A recent Reddit thread was talking about the future of MMOs, and this is something I feel is central to the future of the genre. Right now, it seems like MMOs are primarily divided into two camps: subscription-based ("pay to play") and free-to-play ("pay to win"). Neither system is really ideal.
Subscription-based models ensure a steady flow of revenue for the developer and are thus very developer-friendly, but also require the player to pay the same fee each and every month, regardless of how much fun they're having, or how much they play, making it a fairly consumer-unfriendly model. Generally speaking, these games are primarily focused on PvE/raiding, and the turnaround time for each major content push seems to be around 90-120 days, with the "standard" fee usually being $15 a month. The major downside of this business model is that, even if you only play a couple hours a week, you're still paying the same amount of money as someone that plays 40 or more hours a week. And as a result of these differences between players, the developer often feels the need to put a lot of grinds into the content to try and ensure players continue paying that fee for all three to four months between each major content push: these games often see a surge of fees when new content patches are released, with fees often ebbing between surges.
Free to play models are generally pretty consumer-friendly, since you can technically play the game completely for free (which also makes them somewhat risky for the developer, especially since the developer has to provide bandwidth and storage for all of their players), but these games often feature excessive grinding or outright "give me money to get a huge advantage over other players" mechanics featured around their cash currency and microtransactions. Depending on the developer, these games may also be focused on PvE/raiding, or they may not have an "endgame" at all, especially if they're shovelware. The danger of this business model is alienating players who don't wish to pay for everything; if someone spends 40 hours grinding for a piece of equipment that someone could spend 3 hours getting by buying some of the components (or XP/token boosters) from the cash shop, you run the risk of completely alienating those players. And, true, those players aren't giving you as much money as the 3 hour players are, but you're still losing a potential source of revenue - just because a player doesn't want to spend $10 to get an item faster doesn't mean they'd be uninterested in buying cosmetic items or other things of that nature.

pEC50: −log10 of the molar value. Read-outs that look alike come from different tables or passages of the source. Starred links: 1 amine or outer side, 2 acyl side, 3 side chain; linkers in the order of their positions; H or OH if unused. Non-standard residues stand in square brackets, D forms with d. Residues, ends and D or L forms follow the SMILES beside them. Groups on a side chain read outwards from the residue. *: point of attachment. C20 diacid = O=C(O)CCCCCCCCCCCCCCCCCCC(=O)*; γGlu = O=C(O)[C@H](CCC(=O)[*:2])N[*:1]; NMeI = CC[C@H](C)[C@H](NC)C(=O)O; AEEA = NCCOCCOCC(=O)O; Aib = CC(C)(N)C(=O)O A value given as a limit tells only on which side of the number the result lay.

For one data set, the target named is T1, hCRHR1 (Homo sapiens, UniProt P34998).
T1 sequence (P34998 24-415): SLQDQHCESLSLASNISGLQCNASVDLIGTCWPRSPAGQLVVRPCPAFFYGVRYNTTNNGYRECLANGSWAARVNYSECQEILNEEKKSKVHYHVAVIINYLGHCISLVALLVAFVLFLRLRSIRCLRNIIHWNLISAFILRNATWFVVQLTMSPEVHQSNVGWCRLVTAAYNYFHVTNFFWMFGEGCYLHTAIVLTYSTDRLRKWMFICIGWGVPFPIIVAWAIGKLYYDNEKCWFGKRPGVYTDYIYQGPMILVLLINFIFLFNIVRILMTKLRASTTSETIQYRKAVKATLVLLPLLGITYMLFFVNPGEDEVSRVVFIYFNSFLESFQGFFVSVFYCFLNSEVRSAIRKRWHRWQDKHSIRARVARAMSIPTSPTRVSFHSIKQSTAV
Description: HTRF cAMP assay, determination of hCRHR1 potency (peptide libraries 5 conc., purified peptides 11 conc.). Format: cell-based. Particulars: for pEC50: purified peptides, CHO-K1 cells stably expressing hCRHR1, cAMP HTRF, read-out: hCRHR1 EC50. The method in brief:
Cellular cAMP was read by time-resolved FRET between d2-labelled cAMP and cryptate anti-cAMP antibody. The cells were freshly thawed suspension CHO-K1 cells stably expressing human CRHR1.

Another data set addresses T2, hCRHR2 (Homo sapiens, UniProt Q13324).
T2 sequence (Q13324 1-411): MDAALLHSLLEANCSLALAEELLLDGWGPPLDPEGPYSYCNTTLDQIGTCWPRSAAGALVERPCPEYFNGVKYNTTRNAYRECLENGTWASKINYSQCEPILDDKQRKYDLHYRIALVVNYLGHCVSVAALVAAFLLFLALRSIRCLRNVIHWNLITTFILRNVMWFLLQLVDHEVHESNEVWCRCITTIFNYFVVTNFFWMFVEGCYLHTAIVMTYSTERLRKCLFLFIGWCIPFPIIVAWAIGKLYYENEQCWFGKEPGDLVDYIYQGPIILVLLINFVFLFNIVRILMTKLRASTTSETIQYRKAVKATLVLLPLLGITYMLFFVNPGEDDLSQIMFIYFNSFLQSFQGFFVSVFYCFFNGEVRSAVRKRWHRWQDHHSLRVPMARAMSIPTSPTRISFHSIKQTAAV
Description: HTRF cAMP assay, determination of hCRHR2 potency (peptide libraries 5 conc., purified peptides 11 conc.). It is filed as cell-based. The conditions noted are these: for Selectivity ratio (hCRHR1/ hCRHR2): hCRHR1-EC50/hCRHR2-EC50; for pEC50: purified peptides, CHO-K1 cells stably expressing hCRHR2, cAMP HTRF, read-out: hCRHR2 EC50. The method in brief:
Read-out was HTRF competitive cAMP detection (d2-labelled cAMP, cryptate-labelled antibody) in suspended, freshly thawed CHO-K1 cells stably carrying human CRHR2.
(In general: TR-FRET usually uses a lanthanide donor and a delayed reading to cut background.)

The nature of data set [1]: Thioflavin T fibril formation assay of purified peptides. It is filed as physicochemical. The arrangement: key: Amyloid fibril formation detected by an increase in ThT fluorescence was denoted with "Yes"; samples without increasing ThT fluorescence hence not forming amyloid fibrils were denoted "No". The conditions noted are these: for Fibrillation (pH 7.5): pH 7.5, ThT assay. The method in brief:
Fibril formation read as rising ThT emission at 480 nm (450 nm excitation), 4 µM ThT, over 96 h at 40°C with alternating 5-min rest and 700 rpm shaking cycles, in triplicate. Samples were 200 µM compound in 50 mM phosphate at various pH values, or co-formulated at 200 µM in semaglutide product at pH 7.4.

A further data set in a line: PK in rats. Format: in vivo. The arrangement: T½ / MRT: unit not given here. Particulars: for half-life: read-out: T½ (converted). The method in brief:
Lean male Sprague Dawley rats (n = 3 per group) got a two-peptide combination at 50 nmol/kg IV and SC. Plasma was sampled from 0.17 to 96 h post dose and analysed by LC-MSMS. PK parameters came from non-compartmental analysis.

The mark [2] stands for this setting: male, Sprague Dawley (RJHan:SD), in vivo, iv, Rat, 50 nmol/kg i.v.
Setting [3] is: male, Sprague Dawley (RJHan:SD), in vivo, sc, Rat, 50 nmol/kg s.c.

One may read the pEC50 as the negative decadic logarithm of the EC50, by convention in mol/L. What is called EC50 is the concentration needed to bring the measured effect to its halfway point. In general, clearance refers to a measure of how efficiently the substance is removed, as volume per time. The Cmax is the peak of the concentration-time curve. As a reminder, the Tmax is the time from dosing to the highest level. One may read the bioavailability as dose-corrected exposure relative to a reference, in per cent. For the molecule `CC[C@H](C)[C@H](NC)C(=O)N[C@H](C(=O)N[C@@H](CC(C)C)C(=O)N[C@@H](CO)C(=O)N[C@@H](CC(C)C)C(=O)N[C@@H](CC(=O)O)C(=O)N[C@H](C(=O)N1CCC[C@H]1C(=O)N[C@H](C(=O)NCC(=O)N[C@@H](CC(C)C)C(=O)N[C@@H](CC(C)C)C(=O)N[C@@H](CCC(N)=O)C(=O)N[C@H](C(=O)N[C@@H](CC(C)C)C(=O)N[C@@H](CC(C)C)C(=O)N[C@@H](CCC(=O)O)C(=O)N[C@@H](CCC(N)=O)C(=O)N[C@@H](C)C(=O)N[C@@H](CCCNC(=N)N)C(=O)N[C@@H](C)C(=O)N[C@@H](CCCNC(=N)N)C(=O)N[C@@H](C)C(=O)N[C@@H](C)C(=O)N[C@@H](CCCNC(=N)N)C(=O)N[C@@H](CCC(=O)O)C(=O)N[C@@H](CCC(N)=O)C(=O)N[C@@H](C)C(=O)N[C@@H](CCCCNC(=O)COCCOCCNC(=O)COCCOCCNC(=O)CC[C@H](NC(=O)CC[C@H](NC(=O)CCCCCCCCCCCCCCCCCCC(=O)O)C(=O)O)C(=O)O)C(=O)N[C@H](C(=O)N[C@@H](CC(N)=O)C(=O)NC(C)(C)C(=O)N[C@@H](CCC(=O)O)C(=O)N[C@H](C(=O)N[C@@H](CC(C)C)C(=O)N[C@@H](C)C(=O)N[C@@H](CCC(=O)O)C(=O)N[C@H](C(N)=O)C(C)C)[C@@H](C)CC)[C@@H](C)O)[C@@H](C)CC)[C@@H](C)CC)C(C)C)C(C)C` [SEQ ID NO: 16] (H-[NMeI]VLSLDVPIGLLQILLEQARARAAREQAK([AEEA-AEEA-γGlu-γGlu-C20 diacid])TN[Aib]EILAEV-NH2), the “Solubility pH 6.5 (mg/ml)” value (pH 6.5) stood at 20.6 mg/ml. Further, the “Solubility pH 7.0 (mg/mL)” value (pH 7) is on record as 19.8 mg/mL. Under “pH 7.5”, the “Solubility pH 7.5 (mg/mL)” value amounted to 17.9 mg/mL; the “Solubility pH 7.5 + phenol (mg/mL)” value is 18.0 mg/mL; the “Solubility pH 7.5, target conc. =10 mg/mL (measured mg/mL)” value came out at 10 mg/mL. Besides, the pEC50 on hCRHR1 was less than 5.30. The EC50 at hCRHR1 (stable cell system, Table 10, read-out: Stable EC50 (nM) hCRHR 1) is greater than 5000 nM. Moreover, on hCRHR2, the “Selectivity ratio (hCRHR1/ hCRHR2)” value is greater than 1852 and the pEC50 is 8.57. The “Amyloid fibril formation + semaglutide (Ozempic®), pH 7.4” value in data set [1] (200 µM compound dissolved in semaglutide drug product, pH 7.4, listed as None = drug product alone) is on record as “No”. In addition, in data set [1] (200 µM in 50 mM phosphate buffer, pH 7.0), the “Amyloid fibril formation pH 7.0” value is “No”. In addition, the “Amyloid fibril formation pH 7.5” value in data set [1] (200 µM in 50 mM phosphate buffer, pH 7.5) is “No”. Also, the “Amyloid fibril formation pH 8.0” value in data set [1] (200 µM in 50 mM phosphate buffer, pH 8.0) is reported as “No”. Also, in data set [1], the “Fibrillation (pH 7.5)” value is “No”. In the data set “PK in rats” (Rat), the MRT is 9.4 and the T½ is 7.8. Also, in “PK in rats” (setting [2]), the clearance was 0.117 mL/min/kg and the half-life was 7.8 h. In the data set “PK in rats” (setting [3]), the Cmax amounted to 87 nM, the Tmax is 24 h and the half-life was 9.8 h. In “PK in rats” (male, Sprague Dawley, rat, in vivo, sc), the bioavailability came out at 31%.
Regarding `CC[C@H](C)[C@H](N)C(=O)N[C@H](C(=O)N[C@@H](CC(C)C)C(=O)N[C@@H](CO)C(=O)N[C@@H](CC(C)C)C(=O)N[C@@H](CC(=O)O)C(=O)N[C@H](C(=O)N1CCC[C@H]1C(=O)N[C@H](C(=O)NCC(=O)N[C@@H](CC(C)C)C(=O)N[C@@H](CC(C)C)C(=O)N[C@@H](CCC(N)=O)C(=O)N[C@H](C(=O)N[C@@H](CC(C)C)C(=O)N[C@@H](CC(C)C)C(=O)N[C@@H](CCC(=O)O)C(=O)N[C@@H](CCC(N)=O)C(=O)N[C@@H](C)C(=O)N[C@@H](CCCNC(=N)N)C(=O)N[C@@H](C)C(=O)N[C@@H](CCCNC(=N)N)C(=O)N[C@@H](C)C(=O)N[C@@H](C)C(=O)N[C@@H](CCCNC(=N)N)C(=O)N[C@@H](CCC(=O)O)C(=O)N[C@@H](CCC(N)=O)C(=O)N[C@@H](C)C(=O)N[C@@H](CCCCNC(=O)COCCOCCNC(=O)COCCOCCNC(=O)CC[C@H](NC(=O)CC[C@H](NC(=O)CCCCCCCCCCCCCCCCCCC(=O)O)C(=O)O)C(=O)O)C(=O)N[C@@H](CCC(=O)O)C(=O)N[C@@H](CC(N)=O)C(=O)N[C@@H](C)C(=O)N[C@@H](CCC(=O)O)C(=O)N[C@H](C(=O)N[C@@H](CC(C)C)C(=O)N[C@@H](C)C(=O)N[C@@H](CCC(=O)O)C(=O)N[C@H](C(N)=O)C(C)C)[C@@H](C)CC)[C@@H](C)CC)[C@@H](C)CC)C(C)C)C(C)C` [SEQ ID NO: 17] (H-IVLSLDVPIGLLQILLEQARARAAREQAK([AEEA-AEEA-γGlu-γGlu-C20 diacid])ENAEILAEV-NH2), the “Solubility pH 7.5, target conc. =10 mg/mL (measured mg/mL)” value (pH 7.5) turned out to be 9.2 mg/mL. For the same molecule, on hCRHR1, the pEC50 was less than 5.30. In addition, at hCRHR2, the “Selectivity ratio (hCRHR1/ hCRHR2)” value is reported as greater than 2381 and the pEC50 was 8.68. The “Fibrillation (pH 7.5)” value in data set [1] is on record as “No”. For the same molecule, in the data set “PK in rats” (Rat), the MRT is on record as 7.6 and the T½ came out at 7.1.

So where can the industry go? Some companies, like Guild Wars 2's ArenaNet, have sort of split the difference; GW2 has an upfront box cost (usually $50, but it will frequently go on sale for $30 or less), but once that's paid, it's completely free to play, and there's a relative lack of grinding throughout. ArenaNet also has a cash shop and cash currency where you can buy a wide variety of boosters, cosmetic items, and things like additional inventory, bank, or character slots. And it seems to be working quite well for them.
And while I really like that business model, it's hardly the only one possible.
Why not make subscription models broken up into segments? $5 for open world, $5 for access to ranked PvP, $5 for access to raiding content? I'd be glad to pay $5 a month for just the open world/questing content in WoW or FF14, and if I decided I had a desire to raid or do some PvP... well, I can easily add that my subscription!
Or why not do something akin to the old Guild Wars model, where there's no subscription fee, and you instead release small expansions pretty regularly, at reasonable prices? Imagine if WoW had no subscription fee, but instead you had to pay a one-time $20 fee if you wanted to access that new patch's raid content, the new PvP season, new quests and zones, and things like that?